At BabySparks we’re all about enhancing your baby’s learning from the minute he’s born. But that isn’t when learning begins. In fact, when he’s born he’s already acquired knowledge about language, food preferences, and emotions.
Here are some of the fascinating discoveries from research about what babies learn in the womb.
The Sound of Your Voice
Your baby’s hearing develops around 24 weeks in the womb, and the first sound he learns is your voice. A well-known study made clear that newborns recognize their mother’s voice. Researchers used a rigged pacifier to show that newborns sucked more to hear a recording of their mother’s voice compared to a recording of a stranger’s voice. Experts believe this learning helps your baby bond with you.
In the womb your baby not only learns the sound of your voice, he also learns to recognize the language you speak. Newborns can tell the difference between their mothers’ language and foreign ones, and even cry in the accent of their mothers’ native tongue!
In a study examining language learning in utero, researchers directed mothers to play a recording containing music and specific made-up words. When the babies were born, they recognized the made-up words—an effect strengthened by the number of times they heard the recording.
Other researchers asked a group of mothers to repeat the same nursery rhyme while pregnant, then used fetal heart monitors to discover that fetuses’ heart rates slowed every time the familiar rhyme was recited.
Still other research showed that Dutch adults adopted from Korea learned Korean language sounds more easily than Dutch adults born to Dutch parents.
Your Favorite Flavors & Other Lessons About Food
When you eat while you’re pregnant, the flavors of your food enter the amniotic fluid your baby swallows. Several studies show that when starting solids, babies prefer flavors they learned in the womb.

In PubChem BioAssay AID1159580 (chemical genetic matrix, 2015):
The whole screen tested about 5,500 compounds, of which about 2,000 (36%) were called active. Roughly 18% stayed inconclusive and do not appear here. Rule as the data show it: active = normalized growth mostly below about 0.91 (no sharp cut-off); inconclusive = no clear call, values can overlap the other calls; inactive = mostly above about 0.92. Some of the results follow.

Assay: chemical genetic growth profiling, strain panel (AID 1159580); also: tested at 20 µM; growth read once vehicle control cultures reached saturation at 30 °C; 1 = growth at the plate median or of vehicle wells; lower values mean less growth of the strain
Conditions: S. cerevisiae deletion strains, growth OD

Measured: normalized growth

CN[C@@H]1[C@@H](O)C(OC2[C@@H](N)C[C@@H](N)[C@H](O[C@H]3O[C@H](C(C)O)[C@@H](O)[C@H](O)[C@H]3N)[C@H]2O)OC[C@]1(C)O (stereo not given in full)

A mother’s diet during pregnancy can have long-term effects on her baby’s health. Researchers looked at adults who were born after the “Dutch Hunger Winter,” a period of famine during World War II. Those whose mothers were not able to eat enough during the beginning of pregnancy were born with altered genes that made them more susceptible to obesity, diabetes and heart disease. In her 2010 TED Talk, reporter Annie Murphy Paul suggests that this change may reflect the fetus learning that because food is scarce, it needs to hold tight to every calorie it consumes.
Remarkably, research examining children born to mothers who witnessed the 9/11 attacks first-hand while pregnant found that the mothers who developed post-traumatic stress disorder (PTSD) gave birth to children wired to be more prone to developing PTSD themselves. This suggests that fetuses may learn from high amounts of maternal stress that the world is not safe, and that they need to be on-guard.
Although more research is needed, other studies also suggest links between pregnant mothers’ emotions and their children’s mental health. One study found that pregnant mothers with significant depression gave birth to babies with altered brain structures.
What This Means for You
If you’re pregnant, this may motivate you to talk to the baby in your belly, or even eat lots of vegetables in hopes that your little one will enjoy them down the road!
The important takeaway for us at BabySparks is this: Knowing that babies are capable of learning in the womb makes it clear that they’re ready to continue learning the moment they leave the womb. Newborns are often affectionately referred to as “blobs,” but they’re actually primed to absorb lessons from everyone and everything they interact with. That’s why the development-boosting activities in our program start at age zero!
For more information about your infant’s rapidly-developing brain (and your role in shaping it), head over to this article.